Sylvain Arlot (CNRS - Ecole Normale Supérieure)
Optimal model selection with V-fold cross-validation: how should V be chosen?
V-fold cross-validation is a simple and efficient method for estimator selection when the goal is to minimize the final prediction error. Nevertheless, few theoretical results exist about the influence of V on the risk of the final estimator, in particular results taking into account the variability of the cross-validation criterion as a function of V. We will focus on the case-example of model selection for least-squares density estimation. First, a non-asymptotic oracle inequality holds for V-fold cross-validation (and its bias corrected version, V-fold penalization), with a leading constant 1+o(1) for V-fold penalization, and the second order term in the constant decreases when V increases. Second, making an exact variance computation allows to quantify the improvement we can expect when V increases. In particular, this computation enlightens why the improvement is larger when V goes from 2 to 10 than when V goes from 10 to 100, for instance. Simulation experiments confirm these theoretical results for realistic values of the sample size.
This talk is based upon a collaboration with Matthieu Lerasle (CNRS - Universite de Nice, France). Preprint: http://arxiv.org/abs/1210.5830
Francois Caron (INRIA Bordeaux - Sud-Ouest)
Bayesian nonparametric models for bipartite graphs
In this talk I will present a novel Bayesian nonparametric model for bipartite graphs, based on the theory of completely random measures. The model is able to handle a potentially infinite number of nodes and has appealing properties; in particular, it may exhibit a power-law behavior for some values of the parameters. I derive a posterior characterization, a generative process for network growth, and a simple Gibbs sampler for posterior simulation. Finally, the model is shown to provide a good fit to several large real-world bipartite social networks
Nicolas Chopin (CREST - ENSAE)
EP-ABC: Expectation-Propagation for Likelihood-Free Inference
Many models of interest in the natural and social sciences have no closed-form likelihood function, which means that they cannot be treated using the usual techniques of statistical inference. In the case where such models can be efficiently simulated, Bayesian inference is still possible thanks to the Approximate Bayesian Computation (ABC) algorithm. Although many refinements have been suggested, ABC inference is still far from routine. ABC is often excruciatingly slow due to very low acceptance rates. In addition, ABC requires introducing a vector of "summary statistics", the choice of which is relatively arbitrary, and often require some trial and error, making the whole process quite laborious for the user. We introduce in this work the EP-ABC algorithm, which is an adaptation to the likelihood-free context of the variational approximation algorithm known as Expectation Propagation (Minka, 2001). The main advantage of EP-ABC is that it is faster by a few orders of magnitude than standard algorithms, while producing an overall approximation error which is typically negligible. A second advantage of EP-ABC is that it replaces the usual global ABC constraint on the vector of summary statistics computed on the whole dataset, by n local constraints of the form that apply separately to each data-point. As a consequence, it is often possible to do away with summary statistics entirely. In that case, EP-ABC approximates directly the evidence (marginal likelihood) of the model. Comparisons are performed in three real-world applications which are typical of likelihood-free inference, including one application inneuroscience which is novel, and possibly too challenging for standard ABC techniques. I will also mention briefly new applications of EP-ABC we are currently working on, in population genetics and in spatial modelling. (joint work withSimon Barthelmé, plus some on-going work with Jean-Michel Marin, Pierre Pudlo, Magal Beffi, and Erlis Ruli)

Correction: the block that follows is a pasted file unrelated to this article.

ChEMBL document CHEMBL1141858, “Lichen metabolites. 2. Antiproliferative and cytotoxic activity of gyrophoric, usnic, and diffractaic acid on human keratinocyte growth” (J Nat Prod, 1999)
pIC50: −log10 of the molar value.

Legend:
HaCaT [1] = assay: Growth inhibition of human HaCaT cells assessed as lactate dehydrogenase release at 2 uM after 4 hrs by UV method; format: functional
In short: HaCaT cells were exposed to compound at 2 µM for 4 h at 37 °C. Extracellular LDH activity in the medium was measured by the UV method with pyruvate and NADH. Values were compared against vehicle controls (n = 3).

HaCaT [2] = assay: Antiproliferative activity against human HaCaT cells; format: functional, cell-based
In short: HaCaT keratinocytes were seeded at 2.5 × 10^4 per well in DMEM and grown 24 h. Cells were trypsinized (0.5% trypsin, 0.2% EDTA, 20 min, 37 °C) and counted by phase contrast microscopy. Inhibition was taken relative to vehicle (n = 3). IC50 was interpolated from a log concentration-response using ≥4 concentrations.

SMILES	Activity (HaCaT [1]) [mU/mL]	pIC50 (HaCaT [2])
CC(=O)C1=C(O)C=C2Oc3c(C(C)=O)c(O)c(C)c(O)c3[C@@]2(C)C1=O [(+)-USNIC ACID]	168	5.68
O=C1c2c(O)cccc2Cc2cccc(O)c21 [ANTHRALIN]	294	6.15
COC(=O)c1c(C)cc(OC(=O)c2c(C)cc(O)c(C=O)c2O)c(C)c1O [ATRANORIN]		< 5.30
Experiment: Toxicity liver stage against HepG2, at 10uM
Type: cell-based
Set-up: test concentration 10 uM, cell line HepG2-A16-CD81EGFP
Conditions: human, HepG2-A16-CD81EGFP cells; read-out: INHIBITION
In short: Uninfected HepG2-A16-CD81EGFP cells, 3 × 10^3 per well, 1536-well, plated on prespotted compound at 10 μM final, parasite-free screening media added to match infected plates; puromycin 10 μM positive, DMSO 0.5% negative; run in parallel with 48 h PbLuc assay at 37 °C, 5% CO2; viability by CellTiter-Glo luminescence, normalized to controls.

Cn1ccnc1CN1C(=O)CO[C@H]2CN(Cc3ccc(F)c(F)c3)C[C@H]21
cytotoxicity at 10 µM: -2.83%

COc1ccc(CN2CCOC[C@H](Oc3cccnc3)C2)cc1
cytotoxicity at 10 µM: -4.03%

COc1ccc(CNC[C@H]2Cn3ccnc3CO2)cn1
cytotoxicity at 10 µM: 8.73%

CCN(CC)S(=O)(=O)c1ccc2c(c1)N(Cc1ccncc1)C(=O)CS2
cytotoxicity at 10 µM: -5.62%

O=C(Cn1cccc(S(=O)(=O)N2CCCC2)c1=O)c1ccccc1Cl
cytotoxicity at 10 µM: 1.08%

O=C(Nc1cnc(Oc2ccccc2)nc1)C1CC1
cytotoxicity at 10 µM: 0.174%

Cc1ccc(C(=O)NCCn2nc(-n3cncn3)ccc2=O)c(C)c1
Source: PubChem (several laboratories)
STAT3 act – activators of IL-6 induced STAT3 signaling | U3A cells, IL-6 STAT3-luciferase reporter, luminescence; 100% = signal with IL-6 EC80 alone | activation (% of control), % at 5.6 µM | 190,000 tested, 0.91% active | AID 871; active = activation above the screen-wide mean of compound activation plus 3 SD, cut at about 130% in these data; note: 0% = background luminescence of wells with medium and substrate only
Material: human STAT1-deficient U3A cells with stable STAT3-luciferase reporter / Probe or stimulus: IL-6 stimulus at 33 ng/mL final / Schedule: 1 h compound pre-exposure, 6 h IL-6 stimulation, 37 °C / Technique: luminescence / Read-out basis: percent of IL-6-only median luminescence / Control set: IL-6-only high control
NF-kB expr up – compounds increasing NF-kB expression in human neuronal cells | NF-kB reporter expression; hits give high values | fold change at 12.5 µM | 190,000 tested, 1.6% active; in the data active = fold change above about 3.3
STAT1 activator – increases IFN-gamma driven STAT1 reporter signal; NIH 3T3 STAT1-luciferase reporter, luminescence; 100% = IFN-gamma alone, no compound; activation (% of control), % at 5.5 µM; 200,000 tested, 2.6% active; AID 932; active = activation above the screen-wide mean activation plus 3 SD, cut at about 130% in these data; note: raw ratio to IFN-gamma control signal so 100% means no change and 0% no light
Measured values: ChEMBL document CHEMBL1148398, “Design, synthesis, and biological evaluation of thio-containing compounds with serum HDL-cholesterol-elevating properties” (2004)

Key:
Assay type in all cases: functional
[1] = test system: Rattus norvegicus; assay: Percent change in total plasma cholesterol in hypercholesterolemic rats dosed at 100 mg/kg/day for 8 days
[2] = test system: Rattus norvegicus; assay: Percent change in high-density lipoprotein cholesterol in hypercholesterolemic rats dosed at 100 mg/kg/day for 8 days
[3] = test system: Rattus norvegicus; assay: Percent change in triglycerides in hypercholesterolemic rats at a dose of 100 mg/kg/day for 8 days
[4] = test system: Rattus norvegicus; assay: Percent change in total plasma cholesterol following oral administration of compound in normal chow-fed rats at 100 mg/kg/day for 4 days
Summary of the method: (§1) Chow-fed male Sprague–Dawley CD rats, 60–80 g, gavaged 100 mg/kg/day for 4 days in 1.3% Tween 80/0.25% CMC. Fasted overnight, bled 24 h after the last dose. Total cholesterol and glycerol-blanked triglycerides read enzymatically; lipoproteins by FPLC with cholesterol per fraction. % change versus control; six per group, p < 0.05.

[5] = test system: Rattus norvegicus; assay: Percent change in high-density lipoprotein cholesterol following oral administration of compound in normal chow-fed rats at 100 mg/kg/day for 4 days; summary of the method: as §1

Aurélien Garivier (Institut Mathématique de Toulouse, Université Paul Sabatier)
Dynamic resource allocation as an estimation problem
An agent sequentially chooses actions in a set of possible options. Each action leads to a stochastic reward, whose distribution is unknown. What dynamic allocation rule should he choose so as to maximize his cumulated reward?
The study of "bandit problems" (the word refers to the paradigmatic situation of a gambler facing a row of slot-machines and deciding which one to choose in order to maximize his rewards), dating back to the 1930s, was originally motivated by medical trials. In has recently raised a renewed interest because of computer-driven applications, from computer experiments to recommender systems and Big Data.
One possible solution, called UCB, relies on upper confidence bounds of the expected rewards associated to all actions. In this presentation, I shall explain why fine confidence bounds are required in order to obtain efficient allocation rules, and I shall present the statistical challenges involved in their construction.
Zaid Harchaoui (INRIA Grenoble - Rhône-Alpes)
Large-scale learning with conditional gradient algorithms
We consider convex optimization problems arising in machine learning in large-scale settings. For several important learning problems, such as e.g. noisy matrix completion or multi-class classification, state-of-the-art optimization approaches such as composite minimization (a.k.a. proximal-gradient) algorithms are difficult to apply and do not scale up to large datasets. We propose three extensions of the conditional gradient algorithm (a.k.a. Frank-Wolfe's algorithm), suitable for large-scale problems, and establish their finite-time convergence guarantees. Promising experimental results are presented on large-scale real-world datasets.